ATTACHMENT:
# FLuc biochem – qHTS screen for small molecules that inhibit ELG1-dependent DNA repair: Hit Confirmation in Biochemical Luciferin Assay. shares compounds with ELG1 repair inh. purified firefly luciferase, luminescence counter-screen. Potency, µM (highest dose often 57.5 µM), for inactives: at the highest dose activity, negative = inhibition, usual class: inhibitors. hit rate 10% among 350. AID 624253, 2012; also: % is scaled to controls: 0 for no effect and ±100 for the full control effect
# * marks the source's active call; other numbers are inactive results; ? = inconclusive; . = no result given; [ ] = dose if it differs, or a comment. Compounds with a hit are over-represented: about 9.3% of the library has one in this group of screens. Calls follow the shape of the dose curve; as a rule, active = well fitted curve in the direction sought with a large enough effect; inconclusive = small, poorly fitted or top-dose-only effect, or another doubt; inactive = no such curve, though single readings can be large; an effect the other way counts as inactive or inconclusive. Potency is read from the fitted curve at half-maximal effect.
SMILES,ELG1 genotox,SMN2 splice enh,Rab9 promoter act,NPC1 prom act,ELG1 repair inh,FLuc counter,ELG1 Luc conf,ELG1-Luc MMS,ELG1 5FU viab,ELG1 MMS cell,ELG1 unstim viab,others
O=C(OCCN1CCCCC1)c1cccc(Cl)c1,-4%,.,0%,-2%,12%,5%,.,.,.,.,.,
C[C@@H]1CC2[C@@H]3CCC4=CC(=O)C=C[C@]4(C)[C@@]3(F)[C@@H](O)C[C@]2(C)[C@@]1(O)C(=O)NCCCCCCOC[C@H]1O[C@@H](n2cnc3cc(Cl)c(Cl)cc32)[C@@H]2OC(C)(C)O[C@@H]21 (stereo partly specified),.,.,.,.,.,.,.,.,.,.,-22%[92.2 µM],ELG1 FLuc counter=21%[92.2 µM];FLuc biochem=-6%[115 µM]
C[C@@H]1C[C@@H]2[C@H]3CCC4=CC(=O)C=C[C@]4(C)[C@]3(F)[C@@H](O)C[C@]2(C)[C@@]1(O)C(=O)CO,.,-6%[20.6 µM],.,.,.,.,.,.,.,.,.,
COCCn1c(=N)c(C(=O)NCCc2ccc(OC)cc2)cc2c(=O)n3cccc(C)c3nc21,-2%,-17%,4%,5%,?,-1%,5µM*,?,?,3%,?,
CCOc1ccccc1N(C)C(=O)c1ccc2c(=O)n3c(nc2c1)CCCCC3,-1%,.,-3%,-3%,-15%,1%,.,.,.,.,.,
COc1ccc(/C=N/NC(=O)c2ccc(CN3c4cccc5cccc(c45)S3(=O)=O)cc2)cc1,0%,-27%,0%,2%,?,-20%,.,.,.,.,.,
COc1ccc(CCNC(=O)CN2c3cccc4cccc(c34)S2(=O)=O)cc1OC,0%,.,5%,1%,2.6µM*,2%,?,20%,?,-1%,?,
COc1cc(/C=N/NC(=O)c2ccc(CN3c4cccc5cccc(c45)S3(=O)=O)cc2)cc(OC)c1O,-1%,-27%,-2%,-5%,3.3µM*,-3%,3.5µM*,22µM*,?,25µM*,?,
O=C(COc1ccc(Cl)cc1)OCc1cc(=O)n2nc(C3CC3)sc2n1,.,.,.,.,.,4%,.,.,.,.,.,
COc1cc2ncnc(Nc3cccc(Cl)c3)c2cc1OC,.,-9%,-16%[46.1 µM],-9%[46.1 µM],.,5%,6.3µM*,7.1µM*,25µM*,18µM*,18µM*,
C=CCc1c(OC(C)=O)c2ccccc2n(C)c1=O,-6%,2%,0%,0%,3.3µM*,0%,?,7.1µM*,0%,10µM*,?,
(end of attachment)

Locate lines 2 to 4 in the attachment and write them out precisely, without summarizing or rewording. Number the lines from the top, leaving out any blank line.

# * marks the source's active call; other numbers are inactive results; ? = inconclusive; . = no result given; [ ] = dose if it differs, or a comment. Compounds with a hit are over-represented: about 9.3% of the library has one in this group of screens. Calls follow the shape of the dose curve; as a rule, active = well fitted curve in the direction sought with a large enough effect; inconclusive = small, poorly fitted or top-dose-only effect, or another doubt; inactive = no such curve, though single readings can be large; an effect the other way counts as inactive or inconclusive. Potency is read from the fitted curve at half-maximal effect.
SMILES,ELG1 genotox,SMN2 splice enh,Rab9 promoter act,NPC1 prom act,ELG1 repair inh,FLuc counter,ELG1 Luc conf,ELG1-Luc MMS,ELG1 5FU viab,ELG1 MMS cell,ELG1 unstim viab,others
O=C(OCCN1CCCCC1)c1cccc(Cl)c1,-4%,.,0%,-2%,12%,5%,.,.,.,.,.,